Editorial: Practical tips for keeping your wooded-setting home protected
Sevier County residents like to live in woodland settings, especially in an area so filled with mountains. They can enjoy the beauty of the surroundings. However, they also realize they face the danger of wildfire. Sevier County knows this very well. Dozens of cabins were destroyed by a wildfire not long ago, and cabins in our area are at risk.
“Wildfires often begin unnoticed,” State Fire Marshal Julie Mix McPeak said. “They spread quickly, igniting brush, trees and homes. Reduce your risk by preparing now, before a wildfire starts. Meet with your family to decide what to do and where to go if wildfires threaten your area.”
Follow the U.S. Fire Administration’s steps listed below to protect your family, home, and property.
- Conduct outdoor burning safely and legally, being sure to secure the appropriate permits. For more information on that, read http://1.usa.gov/16PG719.
- Make sure that fire vehicles can reach your home. Clearly mark all driveway entrances and display your name and address. Ensure adequate accessibility by large fire vehicles to your property.
- Report hazardous conditions that could cause a wildfire.
- Teach children about fire safety. Instill in them that fire is a tool for adults, not a toy. Keep matches and lighters out of their reach.
- Post fire emergency telephone numbers.
- Plan several escape routes away from your home – by car and by foot.
- Talk to your neighbors about wildfire safety. Consider how you could help neighbors — such as elderly or disabled persons — who have special needs. Make plans to take care of children who might be on their own if parents can’t get home.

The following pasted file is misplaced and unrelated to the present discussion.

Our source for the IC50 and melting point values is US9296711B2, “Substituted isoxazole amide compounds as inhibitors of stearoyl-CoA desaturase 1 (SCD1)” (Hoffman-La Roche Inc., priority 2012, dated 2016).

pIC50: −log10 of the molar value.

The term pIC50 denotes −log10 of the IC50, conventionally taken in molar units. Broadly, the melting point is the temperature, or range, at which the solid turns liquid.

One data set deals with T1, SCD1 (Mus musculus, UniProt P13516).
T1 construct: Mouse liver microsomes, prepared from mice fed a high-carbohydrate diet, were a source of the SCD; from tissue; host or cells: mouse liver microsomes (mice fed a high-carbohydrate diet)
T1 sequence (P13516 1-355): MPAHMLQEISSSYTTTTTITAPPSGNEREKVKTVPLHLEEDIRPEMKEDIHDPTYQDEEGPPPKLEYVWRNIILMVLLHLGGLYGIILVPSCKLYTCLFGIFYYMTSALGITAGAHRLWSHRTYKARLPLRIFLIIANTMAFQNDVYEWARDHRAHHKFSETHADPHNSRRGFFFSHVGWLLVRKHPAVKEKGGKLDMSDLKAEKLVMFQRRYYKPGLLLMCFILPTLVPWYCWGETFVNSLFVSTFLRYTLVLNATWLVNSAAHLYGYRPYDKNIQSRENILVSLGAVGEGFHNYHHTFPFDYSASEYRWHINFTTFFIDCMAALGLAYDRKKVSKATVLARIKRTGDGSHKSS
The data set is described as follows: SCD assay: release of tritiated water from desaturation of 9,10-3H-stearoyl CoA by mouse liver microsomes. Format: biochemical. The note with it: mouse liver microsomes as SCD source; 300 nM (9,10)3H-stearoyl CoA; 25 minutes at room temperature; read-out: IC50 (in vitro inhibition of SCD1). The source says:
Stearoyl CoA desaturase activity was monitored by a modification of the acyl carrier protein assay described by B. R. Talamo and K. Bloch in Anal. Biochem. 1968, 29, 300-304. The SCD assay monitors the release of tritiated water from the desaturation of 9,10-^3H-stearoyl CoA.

- Create a 30-to-100-foot safety zone around your home.
- Rake and remove leaves, dead limbs and rubbish from around and under structures in this zone and clear all flammable vegetation.
- Prune tree branches and shrubs within 15 feet of a stovepipe or chimney outlet.
- Ask the power company to clear branches from power lines.
- Store gasoline, oily rags and other flammable materials in approved safety cans. Place cans in a safe location away from the base of buildings.
- Identify and maintain an adequate outside water source such as a small pond, cistern, well, swimming pool or hydrant.
For a complete list on how to prepare your home for wildfire, visit www.firewise.org.To learn more about the proper procedures for outdoor burning in your area, visit www.BurnSafeTN.org.